10 songs you need in your life this week

Tracks we love, in no particular order.

10 songs you need in your life this week

Each week, The FADER staff rounds up the songs we can't get enough of. Here they are, in no particular order.

“Avoid Heaven” – Molly Nilsson

Nilsson’s excellent new album Extreme probes the limits of love’s powers, rarely finding a wall that cannot be bashed down. In that respect, “Avoid Heaven” is something of the album’s thematic centerpiece for how it prioritizes self-love. The music’s composition is deft enough to be vintage rather than nostalgic: synths glitter and swirl, peppy and impossibly warm, while Nilsson softly extols the radicalism in abandoning perfection and realizing your own power to change. “Avoid heaven,” she sings, “But prepare / For something even better / You can go anywhere.” In that moment, puritanical controls both internal and external seem just a little bit more fragile than they did before. – JD

"Call Me" – Ivy Sole

Ivy Sole’s “Call Me” is full of references—there’s Lil Wayne’s “Lollipop” in the chorus, Missy Elliott’s “The Rain (Supa Dupa Fly)” in the music video, and others for listeners to spot. The Philadelphia-via-Charlotte rapper switches between soft coos and hardened tough talk on a pivot, trying not to show bias to either side on this song, though their rapping wins out here. Ivy Sole has a calm, dexterous flow that stresses syllables so hard they end up imprinted in the beat. When the song goes drumless, their voice still snaps in the spot where the snares would land. It results in a lucid moment that feels more like a radio freestyle than a written song. —BC

“pushin P” – Gunna feat. Young Thug and Future

I don’t care what “pushin P” means. Don’t send me your Urban Dictionary entries or claims that your cousin’s brother’s auntie is the one behind the slang. What matters is how the song “pushin P” makes me feel, and what it brings out of the rappers on the track. Gunna opens with “Pointers in the Patek and my piece, I'm pushin' P,” jabbing the alliteration with gleeful force. And while the ensuing verse would have been a memorable Gunna performance on its own, it’s his guests that take the song off the rails and into a different echelon. “She not lesbian, for P she turned Pesbian,” raps Future, before Young Thug introduces his verse with a bar of straight gibberish, then admitting “I just fucked a cup of water.” What does it all mean? Beyond definitions, “pushin P” sees Gunna, Thugger, and Future return to the unpredictable animation that helped make them great, too rarely emptied nowadays but still a joy to behold. – JD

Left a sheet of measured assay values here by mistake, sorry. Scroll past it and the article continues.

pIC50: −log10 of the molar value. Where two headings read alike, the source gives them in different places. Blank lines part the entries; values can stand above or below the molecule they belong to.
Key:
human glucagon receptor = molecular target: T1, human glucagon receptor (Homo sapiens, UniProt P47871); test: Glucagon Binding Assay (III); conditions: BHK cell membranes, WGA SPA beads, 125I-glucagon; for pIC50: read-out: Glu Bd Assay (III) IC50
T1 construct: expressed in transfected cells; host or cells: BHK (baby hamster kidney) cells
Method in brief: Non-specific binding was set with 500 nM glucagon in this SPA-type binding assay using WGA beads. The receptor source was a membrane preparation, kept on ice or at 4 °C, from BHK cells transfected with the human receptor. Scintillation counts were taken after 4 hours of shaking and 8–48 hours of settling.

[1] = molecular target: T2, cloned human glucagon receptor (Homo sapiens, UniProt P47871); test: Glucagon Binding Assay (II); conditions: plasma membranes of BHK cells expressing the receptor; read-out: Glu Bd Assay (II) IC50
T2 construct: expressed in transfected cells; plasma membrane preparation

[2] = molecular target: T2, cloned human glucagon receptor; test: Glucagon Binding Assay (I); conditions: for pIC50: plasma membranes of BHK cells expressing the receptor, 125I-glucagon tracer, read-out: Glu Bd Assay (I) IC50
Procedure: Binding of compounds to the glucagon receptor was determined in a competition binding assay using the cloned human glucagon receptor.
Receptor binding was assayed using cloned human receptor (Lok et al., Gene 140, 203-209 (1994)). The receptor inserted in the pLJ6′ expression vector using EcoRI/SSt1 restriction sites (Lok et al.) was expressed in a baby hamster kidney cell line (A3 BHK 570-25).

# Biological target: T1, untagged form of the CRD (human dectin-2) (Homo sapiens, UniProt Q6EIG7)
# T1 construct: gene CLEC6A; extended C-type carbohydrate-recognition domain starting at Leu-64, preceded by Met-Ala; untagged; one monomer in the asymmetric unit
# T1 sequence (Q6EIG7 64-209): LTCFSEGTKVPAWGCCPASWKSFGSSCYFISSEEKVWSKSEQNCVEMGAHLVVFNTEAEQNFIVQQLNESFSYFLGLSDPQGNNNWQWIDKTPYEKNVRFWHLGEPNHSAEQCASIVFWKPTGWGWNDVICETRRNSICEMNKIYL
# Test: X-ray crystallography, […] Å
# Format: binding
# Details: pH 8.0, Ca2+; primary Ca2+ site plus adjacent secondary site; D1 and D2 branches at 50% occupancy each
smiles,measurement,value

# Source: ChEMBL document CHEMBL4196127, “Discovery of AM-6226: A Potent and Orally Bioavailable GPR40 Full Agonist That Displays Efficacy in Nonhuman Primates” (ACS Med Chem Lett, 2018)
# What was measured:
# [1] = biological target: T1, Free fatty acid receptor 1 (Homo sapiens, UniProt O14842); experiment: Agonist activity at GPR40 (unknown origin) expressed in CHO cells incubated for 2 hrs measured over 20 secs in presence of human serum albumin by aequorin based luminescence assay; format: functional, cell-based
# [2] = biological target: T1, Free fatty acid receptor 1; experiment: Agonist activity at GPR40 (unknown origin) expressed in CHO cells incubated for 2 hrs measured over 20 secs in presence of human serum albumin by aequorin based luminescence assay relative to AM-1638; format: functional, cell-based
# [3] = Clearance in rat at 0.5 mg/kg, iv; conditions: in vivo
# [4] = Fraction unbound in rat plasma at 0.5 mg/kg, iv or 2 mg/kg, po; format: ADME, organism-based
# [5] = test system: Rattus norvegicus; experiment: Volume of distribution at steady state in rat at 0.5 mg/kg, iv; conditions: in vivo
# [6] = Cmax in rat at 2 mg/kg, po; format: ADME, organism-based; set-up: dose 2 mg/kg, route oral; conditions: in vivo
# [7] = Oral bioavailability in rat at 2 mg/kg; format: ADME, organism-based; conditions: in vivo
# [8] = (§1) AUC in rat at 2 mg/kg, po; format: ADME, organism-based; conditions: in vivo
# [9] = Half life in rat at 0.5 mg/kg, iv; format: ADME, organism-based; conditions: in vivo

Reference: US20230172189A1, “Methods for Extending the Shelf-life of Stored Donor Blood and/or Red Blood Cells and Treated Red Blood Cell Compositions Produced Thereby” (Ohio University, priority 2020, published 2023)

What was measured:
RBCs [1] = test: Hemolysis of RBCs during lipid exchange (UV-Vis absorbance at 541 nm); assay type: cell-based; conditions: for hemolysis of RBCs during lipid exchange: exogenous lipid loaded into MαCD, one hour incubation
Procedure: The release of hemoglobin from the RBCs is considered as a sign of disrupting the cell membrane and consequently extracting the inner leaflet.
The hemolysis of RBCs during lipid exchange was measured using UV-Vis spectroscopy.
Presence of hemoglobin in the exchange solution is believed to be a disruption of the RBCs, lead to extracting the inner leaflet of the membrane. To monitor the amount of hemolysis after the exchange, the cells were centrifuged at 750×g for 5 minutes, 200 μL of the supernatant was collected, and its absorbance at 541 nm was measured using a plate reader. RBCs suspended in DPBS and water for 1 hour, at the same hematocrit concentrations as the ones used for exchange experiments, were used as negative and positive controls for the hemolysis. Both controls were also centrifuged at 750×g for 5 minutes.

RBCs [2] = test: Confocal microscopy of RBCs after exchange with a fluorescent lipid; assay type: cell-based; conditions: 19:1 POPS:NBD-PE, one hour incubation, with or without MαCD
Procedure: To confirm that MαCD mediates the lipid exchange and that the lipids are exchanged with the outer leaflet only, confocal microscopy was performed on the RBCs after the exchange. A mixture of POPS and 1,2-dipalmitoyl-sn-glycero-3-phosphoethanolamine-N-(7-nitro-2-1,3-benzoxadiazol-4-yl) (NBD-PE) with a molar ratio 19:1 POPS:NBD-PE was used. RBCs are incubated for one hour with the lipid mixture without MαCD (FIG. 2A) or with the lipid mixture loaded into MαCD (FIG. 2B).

“Year of Love” — Jenny Hval

Jenny Hval is full of surprises. With each new release — whether it be a novel, a song, an album, or a video — she changes her approach, continually proving herself one of the slipperiest artists of our time. On her newly announced album, Classic Objects, she’s revealed her latest twist to be radical simplicity, a shedding of the layers of artifice that have always coated her art. “Year of Love” follows through on this directive, with Hval recounting her wedding day — “I wore black jeans and codeine / I guess I wanted to make sure I seemed relaxed”; “‘It’s just for contractual reasons,’ I explained, signing the papers” — over an almost dubby instrumental. She goes on to muse about the “normcore institution” of marriage, her waxing inspired by a man who proposed to a woman in the audience as she performed on stage, “In the middle of a song I thought I knew what was about.” Though the logic of her lyrics still follows her spiraling trains of thought, the fact that they’re tethered to a familiar verse-chorus structure lends them a satisfying cohesion that — for better or worse — is normally absent from her work. —RH

“Best Wishes” – find-joy